— Nonfiction: 00 new words. Nonfiction month-to-date total: 00 words
— Blog Posts: 400 new words. Blog month-to-date word count: 5,200 words
— E-mail: 43 e-mails.  Approx. 3,200 original words.  E-mails month-to date: 348 e-mails. Approx. 22,500 words



Last Call!!! All have openings at the moment. Information at

Any questions at all, feel free to write me. And if you are confused as to which workshop to take first, we have a full curriculum posted on its own page.

Class #1… July 11th … Depth #3: Research
Class #2… July 11th … Author Voice
Class #3… July 11th … Business
Class #4… July 11th … Endings
Class #5… July 11th … Writing Fiction Sales Copy
Class #6… July 11th … Writing and Selling Short Stories
Class #7… July 12th … Depth in Writing
Class #8… July 12th … Advanced Character and Dialog
Class #9… July 12th … Cliffhangers
Class #10… July 12th … Pacing Your Novel
Class #11… July 12th … How to Edit Your Own Work
Class #12… July 12th … Writing Fantasy


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  • JM6

    “And Kris finished reading Tombstone Canyon, the first book, and really liked it. Not hardly any nits either. Go figure.”

    I know you’re busy with this challenge and workshops and such, and I seem to recall you’ve talked about first readers before, but I have a question: how do you avoid writing FOR your first reader? If you know someone is going to read your story, the temptation is going to be there to shape the story so THAT PERSON will like it. Now, YOUR first reader reads and writes and edits in a very wide range of things, which helps a lot but, for the rest of us:

    Is there a risk that the story itself might be shaped by what that first reader likes to read? And how do you avoid that?

    • dwsmith

      JM6, just never allow a thought of another person or marketing or trends into your writing. The moment one of those thoughts appear, crush it like a poison spider. It is poison.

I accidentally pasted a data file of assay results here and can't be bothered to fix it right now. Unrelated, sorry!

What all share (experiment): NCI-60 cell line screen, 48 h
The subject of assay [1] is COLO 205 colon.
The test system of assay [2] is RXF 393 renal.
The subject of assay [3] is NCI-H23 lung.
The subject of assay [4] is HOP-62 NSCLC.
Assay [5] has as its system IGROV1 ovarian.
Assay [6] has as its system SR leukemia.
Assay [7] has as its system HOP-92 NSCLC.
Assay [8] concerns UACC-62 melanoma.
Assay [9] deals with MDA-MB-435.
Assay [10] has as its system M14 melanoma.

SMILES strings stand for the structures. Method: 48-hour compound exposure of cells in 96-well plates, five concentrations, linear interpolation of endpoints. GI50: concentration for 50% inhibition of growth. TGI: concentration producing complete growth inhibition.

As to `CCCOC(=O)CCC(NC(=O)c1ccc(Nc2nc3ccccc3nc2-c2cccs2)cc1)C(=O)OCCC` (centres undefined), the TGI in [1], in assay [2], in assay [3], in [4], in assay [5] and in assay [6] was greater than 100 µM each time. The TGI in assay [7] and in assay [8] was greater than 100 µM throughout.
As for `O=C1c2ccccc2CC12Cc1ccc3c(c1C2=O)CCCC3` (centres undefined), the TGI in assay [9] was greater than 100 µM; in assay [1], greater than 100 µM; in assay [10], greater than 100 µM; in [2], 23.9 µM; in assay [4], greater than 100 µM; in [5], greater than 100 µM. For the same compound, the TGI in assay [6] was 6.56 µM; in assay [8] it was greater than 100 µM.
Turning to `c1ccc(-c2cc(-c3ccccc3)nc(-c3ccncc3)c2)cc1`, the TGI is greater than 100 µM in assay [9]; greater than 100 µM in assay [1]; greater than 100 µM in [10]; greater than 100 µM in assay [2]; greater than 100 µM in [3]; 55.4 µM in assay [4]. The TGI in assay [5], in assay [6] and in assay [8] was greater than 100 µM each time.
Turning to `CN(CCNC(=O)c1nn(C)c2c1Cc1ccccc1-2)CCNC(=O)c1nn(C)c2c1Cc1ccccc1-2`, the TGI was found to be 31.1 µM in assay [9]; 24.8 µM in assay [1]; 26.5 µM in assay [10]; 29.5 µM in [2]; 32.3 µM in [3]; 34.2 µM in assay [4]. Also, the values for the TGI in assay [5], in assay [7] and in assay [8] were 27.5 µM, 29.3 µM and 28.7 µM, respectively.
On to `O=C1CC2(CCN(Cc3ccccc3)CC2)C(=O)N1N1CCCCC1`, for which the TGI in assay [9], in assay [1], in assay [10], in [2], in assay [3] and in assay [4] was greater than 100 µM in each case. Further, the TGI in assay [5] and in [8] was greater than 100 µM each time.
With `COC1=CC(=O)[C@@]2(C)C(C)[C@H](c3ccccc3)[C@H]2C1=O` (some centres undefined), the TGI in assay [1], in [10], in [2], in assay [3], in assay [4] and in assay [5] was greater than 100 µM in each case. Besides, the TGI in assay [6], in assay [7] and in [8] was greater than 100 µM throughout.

No tricks, just don’t allow it. Period. This is why I say writing to market is so damn stupid. It brings other people and entire marketing into your writing and thus dumbs down and often destroys your own voice and your book.

      So fight it. Only way. Just never allow it.

      I have been known to just say aloud, “Get out!” and close my door, even though no one is there.

      And now my system works even better. My system at about 200 novels is that I no longer care what other people think. Could not give a hoot. All I care about it telling the best story I can do every time and them move on. Past that, it’s other people’s opinions and they have a right to them. I have a right to not care. (grin)

  • Leah Cutter

    Thank you so much for talking about the rest periods as well. Since I am so much healthier, I’m not taking rest days due to migraines anymore. Until, like today, I’ve run into a wall. Am resting today, writing a little but no physical work. I need to rest and recover before running like hell again.

  • allynh

    Rest! HA! That’s the point that people would miss. That “rest” for you means working overtime for somebody else.

    You are doing this challenge on top of doing what anyone else would consider working overtime.

    You have a different lexicon than most people. It’s like a friend I have, to him “Laundry” does not mean Laundry, and “Camping” does not mean Camping. He will go “Camping”, backpacking in steaks, salmon, cheeses, wine, etc… Where most people think of Camping as taking a skillet and a can of beans. HA!

  • Charmaine Tubbs Davis

    Hey, Dean. I’m so grateful for your common-headed, no nonsense advice over the years. I love how you can write a novel in a week. How do you get the ideas to come fast enough to keep the story clicking along on the page? Do I need to re-read Writing in the Dark again???

    • dwsmith

      The characters are living a story. I don’t direct anything. I just follow them and the story. So I don’t need any ideas.

      For me, it’s like being a passenger in the backseat of a car. I am always surprised when a character turns the car one way or another and I never know what direction is next or even why. So the question of where I get ideas makes no sense to me. I just don’t get “ideas.” I just write down what the characters are doing.

      I know, early on we all felt we needed to have “ideas” to write. Never crosses my mind now and hasn’t for decades.